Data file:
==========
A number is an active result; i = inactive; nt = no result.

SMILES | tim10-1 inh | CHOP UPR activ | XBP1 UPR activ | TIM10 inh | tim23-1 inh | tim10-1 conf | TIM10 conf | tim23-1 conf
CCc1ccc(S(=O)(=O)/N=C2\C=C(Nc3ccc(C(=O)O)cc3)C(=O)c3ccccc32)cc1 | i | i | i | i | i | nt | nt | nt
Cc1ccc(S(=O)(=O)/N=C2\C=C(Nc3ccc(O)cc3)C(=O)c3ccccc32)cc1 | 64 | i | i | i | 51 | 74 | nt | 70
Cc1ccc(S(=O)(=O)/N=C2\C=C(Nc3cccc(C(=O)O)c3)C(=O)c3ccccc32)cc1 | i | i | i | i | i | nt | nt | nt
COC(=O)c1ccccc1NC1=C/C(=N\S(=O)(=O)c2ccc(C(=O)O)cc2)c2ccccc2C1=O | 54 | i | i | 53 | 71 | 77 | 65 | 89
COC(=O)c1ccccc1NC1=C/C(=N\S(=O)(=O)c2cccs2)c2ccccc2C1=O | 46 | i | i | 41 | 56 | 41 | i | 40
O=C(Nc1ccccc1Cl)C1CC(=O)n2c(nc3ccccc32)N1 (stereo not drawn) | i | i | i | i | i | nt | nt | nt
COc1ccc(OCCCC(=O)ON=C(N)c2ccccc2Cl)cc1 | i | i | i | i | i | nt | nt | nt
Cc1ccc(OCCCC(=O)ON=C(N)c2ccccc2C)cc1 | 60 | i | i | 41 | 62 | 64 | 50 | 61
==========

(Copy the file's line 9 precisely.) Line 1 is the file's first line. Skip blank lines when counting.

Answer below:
COc1ccc(OCCCC(=O)ON=C(N)c2ccccc2Cl)cc1 | i | i | i | i | i | nt | nt | nt